Due to the heavy traffic on the roundabout of which the Arc is the center, it is recommended that pedestrians use one of two underpasses located at the Champs Élysées and the Avenue de la Grande Armée.

A lift will take visitors almost to the top – to the attic, where there is a small museum that contains large models of the Arc and tells its story from the time of its construction.

Another 40 steps remain to climb in order to reach the top, the terrasse, from where one can enjoy a panoramic view of Paris.

The location of the arc, as well as the Place de l’Étoile, is shared between three arrondissements, the 16th to the south and west, the 17th to the north while the 8th is at the east. 

15. A view of the town from the top of the Arc de Triomphe is amazing

Photo by Wikimedia Commons – Wikimedia 

For the tourists or anyone visiting Arc de Triomphe, it is worth the climb to the top just for the view down the tree-lined Champs-Elysées toward Place de la Concorde and the Louvre Museum. There’s no better way to appreciate just how grand and impressive the town is than from the top of Arc de Triomphe.

16. Arc de Triomphe is said to sit in the middle of a star

Top 15 Interesting Facts About The Arc de Triomphe

GillyBerlin, CC BY 2.0, via Wikimedia Commons

Place Charles de Gaulle is a square with the Arc de Triomphe at its centre. Because of the formation of a star at the intersection of twelve straight avenues, this square was formerly known as Place de l’Étoile (place of the Star).

Because of this, the Arc de Triomphe is considered to be built in the centre of a “star,” or étoile. It’s also the reason why this structure’s full name is the Arc de Triomphe de l’Étoile, which is another little-known truth about the Arc de Triomphe.

17. Its pillars represent important French victories

The pillars of the Arc de Triomphe celebrate significant French victories, which is not surprising given that the monument was built to honour the French Army.

The first one, Departure of the Volunteers of 1792/Le Départ de 1792 or La Marseillaise, honours the revolt that took place on August 10, 1792. The Treaty of Schönbrunn is shown in the next sculpture, The Triumph of 1810/Le Triomphe de 1810. The names of the third and fourth pillars are Resistance/La Résistance de 1814 and Peace/La Paix de 1815, respectively. While Peace honours the Treaty of Paris, which was signed in 1815, Resistance honours French resistance during the War of the Sixth Coalition.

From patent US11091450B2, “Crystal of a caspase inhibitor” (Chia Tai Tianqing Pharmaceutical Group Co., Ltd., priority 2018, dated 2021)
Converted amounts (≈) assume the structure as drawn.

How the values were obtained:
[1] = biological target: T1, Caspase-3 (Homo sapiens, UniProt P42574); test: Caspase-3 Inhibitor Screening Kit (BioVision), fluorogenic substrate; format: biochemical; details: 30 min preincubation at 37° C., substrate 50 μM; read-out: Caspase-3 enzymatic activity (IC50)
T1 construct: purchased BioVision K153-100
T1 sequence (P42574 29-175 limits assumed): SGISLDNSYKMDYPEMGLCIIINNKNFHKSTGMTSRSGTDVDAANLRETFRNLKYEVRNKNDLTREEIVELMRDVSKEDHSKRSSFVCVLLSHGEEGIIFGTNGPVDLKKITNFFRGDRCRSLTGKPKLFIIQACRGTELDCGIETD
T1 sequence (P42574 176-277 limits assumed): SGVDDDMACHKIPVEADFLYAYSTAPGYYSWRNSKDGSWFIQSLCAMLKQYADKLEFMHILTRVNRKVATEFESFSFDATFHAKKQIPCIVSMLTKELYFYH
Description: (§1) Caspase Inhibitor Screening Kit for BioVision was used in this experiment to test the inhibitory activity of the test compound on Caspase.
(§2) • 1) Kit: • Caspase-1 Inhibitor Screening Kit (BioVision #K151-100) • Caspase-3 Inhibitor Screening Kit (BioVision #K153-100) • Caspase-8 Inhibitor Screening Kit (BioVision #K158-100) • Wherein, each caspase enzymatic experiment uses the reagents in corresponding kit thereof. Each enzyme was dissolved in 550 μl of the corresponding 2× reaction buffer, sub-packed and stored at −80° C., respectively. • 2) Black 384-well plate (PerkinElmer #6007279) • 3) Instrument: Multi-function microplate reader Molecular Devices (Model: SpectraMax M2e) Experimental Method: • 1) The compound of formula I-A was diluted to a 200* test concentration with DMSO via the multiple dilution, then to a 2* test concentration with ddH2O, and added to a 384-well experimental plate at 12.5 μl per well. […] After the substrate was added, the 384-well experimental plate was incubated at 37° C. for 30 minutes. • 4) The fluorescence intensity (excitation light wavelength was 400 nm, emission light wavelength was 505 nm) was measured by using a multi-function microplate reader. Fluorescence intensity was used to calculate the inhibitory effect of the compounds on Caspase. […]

18. The sun sets in the exact centre of the arch but only twice a year

Top 15 Interesting Facts About The Arc de Triomphe

Ashley Elena, CC BY-SA 4.0, via Wikimedia Commons

In the precise middle of the arch, the sun sets twice a year. Although the exact timing may vary, this beautiful spectacle often takes place between May and August. Go go to the eastern end of the Champs-Élysées to see it in all of its splendour.

19. There was a time it was affected by pollution 

Even during its lifetime, this monument wasn’t always so well kept. Because of coal-based smog and automobile pollution, the Arc de Triomphe was so filthy and heavily blackened in the 1960s. Fortunately, it was carefully cleaned and bleached from 1965 to 1966, and then it was returned to its original colour.

20. Arc de Triomphe became a rallying point for military troops

The Arc de Triomphe served as a military gathering place when construction was finished in 1836. French soldiers traditionally pass through the arch during the annual Bastille Day Military Parade and following victories. Since the construction of the Tomb of the Unknown Soldier, all military parades have avoided passing beneath the real arch. 

A Look Into the People Whose Names are on the Arc

1. Napoleon Bonaparte

Napoleon Bonaparte and Josephine

François-Anne David, Public domain, via Wikimedia Commons

Napoleon Bonaparte, the famous French military leader and emperor, has his name inscribed on the Arc de Triomphe. The monument was commissioned by Napoleon in 1806 to honor the French army’s victories.

Napoleon was a brilliant military strategist who led France to many victories and expanded its empire. He became the Emperor of France in 1804 and ruled until his defeat in 1815.